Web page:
By Klara Jordan
The cost of exploitation of vulnerable information and communications technology (ICT) systems is always high, but perhaps there is nothing higher than the potential human cost caused by cyberattacks on healthcare systems.
That is why the Global Cyber Alliance (GCA) is supporting and contributing to the Cyber4Healthcare initiative orchestrated by the CyberPeace Institute (CPI). The initiative connects healthcare organisations in need of cybersecurity advice and resources with a range of actors willing to offer cybersecurity assistance services free of charge.
For years, various threat reports have indicated that the healthcare sector is a prime target for ransomware attacks.
The healthcare community got its first serious taste of the potential effect of cyberattacks on its ability to operate during the May 2017 global ransomware attack known as WannaCry. A security researcher activated a kill switch in the evening of the same day the attack started, causing WannaCry to stop locking devices relatively early. Despite the rapid intervention, according to NHS England the WannaCry ransomware affected at least 80 out of the 236 trusts across England, either because they were infected by the ransomware or turned off their devices or systems as a precaution. A further 603 primary care and other NHS organisations were also infected.
There are several recent examples of this trend, putting additional strain on a system already pushed to its limits by the COVID-19 pandemic. In the past couple of months, hospitals, testing and medical facilities, government health agencies, and even the World Health Organization (WHO) have fallen victim to cyber operations with varying degrees of impact.
Research organisations and law enforcement agencies have confirmed the negative trajectory of the trend of exploiting the current pandemic by nation state actors and criminals. Nation state actors exploit the crisis to further their national security and foreign policy goals. According to Google researchers, they are increasingly using the pandemic as cover for digital reconnaissance and espionage.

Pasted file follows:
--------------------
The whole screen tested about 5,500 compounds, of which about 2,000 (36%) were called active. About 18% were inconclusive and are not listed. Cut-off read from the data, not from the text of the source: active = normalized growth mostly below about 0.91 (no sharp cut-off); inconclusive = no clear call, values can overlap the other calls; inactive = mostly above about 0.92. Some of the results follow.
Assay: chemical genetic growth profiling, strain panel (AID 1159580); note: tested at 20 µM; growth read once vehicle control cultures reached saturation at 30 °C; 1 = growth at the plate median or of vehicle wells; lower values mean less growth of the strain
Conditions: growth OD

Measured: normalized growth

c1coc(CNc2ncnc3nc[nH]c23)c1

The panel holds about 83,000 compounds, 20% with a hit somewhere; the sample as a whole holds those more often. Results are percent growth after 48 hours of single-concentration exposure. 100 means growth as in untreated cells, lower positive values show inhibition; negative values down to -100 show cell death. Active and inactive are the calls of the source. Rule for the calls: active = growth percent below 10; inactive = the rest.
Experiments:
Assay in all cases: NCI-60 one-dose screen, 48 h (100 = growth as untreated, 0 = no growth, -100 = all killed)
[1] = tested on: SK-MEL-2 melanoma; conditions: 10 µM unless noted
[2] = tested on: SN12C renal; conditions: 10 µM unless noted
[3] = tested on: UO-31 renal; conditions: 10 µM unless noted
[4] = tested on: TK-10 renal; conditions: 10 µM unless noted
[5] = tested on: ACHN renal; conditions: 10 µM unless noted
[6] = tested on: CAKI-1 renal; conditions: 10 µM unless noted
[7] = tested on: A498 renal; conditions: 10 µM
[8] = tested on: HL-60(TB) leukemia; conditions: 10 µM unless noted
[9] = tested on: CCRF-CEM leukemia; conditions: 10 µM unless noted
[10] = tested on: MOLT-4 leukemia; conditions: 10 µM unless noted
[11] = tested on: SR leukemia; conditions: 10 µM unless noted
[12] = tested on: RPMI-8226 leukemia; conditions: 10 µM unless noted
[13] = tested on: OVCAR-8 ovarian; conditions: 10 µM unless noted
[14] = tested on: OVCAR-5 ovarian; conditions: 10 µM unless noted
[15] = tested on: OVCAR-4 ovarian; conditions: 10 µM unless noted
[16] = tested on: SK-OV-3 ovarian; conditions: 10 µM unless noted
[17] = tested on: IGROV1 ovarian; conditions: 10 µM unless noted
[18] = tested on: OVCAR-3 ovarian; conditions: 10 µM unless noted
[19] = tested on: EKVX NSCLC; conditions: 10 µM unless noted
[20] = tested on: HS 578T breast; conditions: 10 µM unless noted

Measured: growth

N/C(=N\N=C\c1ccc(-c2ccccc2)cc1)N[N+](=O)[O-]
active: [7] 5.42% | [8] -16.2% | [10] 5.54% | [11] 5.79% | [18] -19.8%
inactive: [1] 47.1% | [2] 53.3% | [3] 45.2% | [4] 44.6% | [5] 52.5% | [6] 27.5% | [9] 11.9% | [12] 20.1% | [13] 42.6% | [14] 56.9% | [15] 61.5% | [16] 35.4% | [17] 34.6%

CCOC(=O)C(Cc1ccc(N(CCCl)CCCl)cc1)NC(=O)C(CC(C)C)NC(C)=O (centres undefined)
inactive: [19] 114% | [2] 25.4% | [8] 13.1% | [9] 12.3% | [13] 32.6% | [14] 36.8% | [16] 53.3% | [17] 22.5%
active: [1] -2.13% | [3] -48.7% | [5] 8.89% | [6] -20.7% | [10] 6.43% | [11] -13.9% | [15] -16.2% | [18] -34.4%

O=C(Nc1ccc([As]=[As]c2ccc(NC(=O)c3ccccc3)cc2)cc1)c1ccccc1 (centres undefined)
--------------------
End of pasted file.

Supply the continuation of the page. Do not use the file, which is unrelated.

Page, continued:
Criminals profit from the COVID-19 pandemic by using social engineering attacks themed around the pandemic to distribute malware that spreads ransomware and unleashes ransom demands with unprecedented speed. Fraud schemes mercilessly exploit the anxiety and fear of victims, and the cost has already reached millions of dollars.
We will never know what the impact will be on individuals’ health when thousands of appointments and operations are cancelled and patients have to travel farther to accident and emergency departments because of WannaCry or other current cyberattacks, but this sample allows us to appreciate the potential impact of these types of incidents.
However, focused action, both at the strategic and the tactical level, can prevent harm to individuals as a consequence of cyberattacks.
At the strategic level, governments, international leaders, and international law experts have intensified efforts to curtail attacks on the healthcare sector.
For example, the Netherlands leads the UN’s efforts and recommends that countries include the healthcare sector on a list of critical infrastructure entities that states should not conduct or support cyber activities with. On 26 May, more than 40 former and current international leaders called on the world’s governments to take collective action to prevent and stop cyberattacks that target the healthcare sector, including working with civil society and the private sector to protect medical facilities. The International Committee of the Red Cross (ICRC) has been outlining rules which provide protection to the healthcare sector.
Given the urgency of the current crisis and the unrelenting efforts of adversaries, these strategic initiatives must be complemented through action.